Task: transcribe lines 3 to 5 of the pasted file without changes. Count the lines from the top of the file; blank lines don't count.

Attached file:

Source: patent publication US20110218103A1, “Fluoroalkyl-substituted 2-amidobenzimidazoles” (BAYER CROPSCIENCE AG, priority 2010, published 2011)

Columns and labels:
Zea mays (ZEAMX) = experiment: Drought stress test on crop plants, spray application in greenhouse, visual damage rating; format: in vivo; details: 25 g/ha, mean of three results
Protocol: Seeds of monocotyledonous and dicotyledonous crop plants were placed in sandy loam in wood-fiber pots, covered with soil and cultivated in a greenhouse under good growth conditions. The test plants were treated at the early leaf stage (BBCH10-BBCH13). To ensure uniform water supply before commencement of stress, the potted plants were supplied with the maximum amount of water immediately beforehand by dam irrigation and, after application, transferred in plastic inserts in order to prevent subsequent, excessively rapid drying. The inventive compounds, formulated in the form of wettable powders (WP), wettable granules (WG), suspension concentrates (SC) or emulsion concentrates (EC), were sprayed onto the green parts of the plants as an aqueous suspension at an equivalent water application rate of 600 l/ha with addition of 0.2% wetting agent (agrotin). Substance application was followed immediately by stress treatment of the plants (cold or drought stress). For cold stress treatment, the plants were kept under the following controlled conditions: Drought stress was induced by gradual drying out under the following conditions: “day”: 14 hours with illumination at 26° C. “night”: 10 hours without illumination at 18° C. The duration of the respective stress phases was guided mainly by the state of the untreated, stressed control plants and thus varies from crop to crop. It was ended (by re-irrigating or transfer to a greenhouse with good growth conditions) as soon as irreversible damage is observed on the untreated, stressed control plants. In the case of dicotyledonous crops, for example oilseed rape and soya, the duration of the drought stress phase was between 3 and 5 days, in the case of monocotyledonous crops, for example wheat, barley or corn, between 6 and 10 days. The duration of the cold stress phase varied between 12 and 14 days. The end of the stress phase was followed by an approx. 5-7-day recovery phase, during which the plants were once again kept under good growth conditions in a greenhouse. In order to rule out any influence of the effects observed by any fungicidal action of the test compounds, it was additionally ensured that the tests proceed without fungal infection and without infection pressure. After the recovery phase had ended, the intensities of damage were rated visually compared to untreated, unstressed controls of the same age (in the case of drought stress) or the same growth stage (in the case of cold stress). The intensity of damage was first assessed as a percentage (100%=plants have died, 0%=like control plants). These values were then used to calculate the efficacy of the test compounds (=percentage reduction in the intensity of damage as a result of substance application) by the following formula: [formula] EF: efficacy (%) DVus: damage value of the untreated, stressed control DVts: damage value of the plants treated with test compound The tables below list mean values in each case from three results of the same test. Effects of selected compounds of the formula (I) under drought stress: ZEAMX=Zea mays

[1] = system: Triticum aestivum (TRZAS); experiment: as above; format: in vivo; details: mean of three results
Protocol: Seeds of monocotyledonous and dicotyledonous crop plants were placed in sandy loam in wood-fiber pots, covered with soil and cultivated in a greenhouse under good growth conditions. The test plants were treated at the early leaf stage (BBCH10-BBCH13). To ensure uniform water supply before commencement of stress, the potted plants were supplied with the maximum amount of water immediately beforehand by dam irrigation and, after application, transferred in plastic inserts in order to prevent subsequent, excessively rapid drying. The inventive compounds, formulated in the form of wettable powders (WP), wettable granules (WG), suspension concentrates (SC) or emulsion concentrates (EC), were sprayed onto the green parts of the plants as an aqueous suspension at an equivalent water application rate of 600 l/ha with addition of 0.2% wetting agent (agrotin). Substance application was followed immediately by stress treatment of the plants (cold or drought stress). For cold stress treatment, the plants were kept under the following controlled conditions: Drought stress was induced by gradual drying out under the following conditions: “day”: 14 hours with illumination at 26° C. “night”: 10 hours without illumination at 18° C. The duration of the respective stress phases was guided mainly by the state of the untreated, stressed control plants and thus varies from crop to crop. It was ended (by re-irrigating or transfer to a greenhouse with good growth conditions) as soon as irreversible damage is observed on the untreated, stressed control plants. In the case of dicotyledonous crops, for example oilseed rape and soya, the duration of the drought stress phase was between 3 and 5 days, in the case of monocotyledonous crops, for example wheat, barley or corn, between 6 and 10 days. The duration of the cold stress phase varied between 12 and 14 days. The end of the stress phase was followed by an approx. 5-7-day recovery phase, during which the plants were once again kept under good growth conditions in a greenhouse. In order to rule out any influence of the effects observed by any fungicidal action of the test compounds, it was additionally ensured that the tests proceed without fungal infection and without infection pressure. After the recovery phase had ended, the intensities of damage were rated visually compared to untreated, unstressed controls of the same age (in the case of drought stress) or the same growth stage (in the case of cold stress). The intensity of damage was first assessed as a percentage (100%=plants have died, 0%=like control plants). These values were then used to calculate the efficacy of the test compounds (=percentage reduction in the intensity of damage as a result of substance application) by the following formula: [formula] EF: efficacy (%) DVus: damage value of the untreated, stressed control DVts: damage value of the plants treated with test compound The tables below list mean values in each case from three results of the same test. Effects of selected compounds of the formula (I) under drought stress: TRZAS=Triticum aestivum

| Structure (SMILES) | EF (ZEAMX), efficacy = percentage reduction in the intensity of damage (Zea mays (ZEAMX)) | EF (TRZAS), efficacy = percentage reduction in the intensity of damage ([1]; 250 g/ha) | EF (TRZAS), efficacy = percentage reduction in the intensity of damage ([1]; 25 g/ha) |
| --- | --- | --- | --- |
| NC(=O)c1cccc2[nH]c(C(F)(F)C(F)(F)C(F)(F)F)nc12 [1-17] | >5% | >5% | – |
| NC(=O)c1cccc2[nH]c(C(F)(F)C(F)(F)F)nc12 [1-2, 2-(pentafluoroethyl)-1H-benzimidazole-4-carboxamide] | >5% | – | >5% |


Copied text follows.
Zea mays (ZEAMX) = experiment: Drought stress test on crop plants, spray application in greenhouse, visual damage rating; format: in vivo; details: 25 g/ha, mean of three results
Protocol: Seeds of monocotyledonous and dicotyledonous crop plants were placed in sandy loam in wood-fiber pots, covered with soil and cultivated in a greenhouse under good growth conditions. The test plants were treated at the early leaf stage (BBCH10-BBCH13). To ensure uniform water supply before commencement of stress, the potted plants were supplied with the maximum amount of water immediately beforehand by dam irrigation and, after application, transferred in plastic inserts in order to prevent subsequent, excessively rapid drying. The inventive compounds, formulated in the form of wettable powders (WP), wettable granules (WG), suspension concentrates (SC) or emulsion concentrates (EC), were sprayed onto the green parts of the plants as an aqueous suspension at an equivalent water application rate of 600 l/ha with addition of 0.2% wetting agent (agrotin). Substance application was followed immediately by stress treatment of the plants (cold or drought stress). For cold stress treatment, the plants were kept under the following controlled conditions: Drought stress was induced by gradual drying out under the following conditions: “day”: 14 hours with illumination at 26° C. “night”: 10 hours without illumination at 18° C. The duration of the respective stress phases was guided mainly by the state of the untreated, stressed control plants and thus varies from crop to crop. It was ended (by re-irrigating or transfer to a greenhouse with good growth conditions) as soon as irreversible damage is observed on the untreated, stressed control plants. In the case of dicotyledonous crops, for example oilseed rape and soya, the duration of the drought stress phase was between 3 and 5 days, in the case of monocotyledonous crops, for example wheat, barley or corn, between 6 and 10 days. The duration of the cold stress phase varied between 12 and 14 days. The end of the stress phase was followed by an approx. 5-7-day recovery phase, during which the plants were once again kept under good growth conditions in a greenhouse. In order to rule out any influence of the effects observed by any fungicidal action of the test compounds, it was additionally ensured that the tests proceed without fungal infection and without infection pressure. After the recovery phase had ended, the intensities of damage were rated visually compared to untreated, unstressed controls of the same age (in the case of drought stress) or the same growth stage (in the case of cold stress). The intensity of damage was first assessed as a percentage (100%=plants have died, 0%=like control plants). These values were then used to calculate the efficacy of the test compounds (=percentage reduction in the intensity of damage as a result of substance application) by the following formula: [formula] EF: efficacy (%) DVus: damage value of the untreated, stressed control DVts: damage value of the plants treated with test compound The tables below list mean values in each case from three results of the same test. Effects of selected compounds of the formula (I) under drought stress: ZEAMX=Zea mays

[1] = system: Triticum aestivum (TRZAS); experiment: as above; format: in vivo; details: mean of three results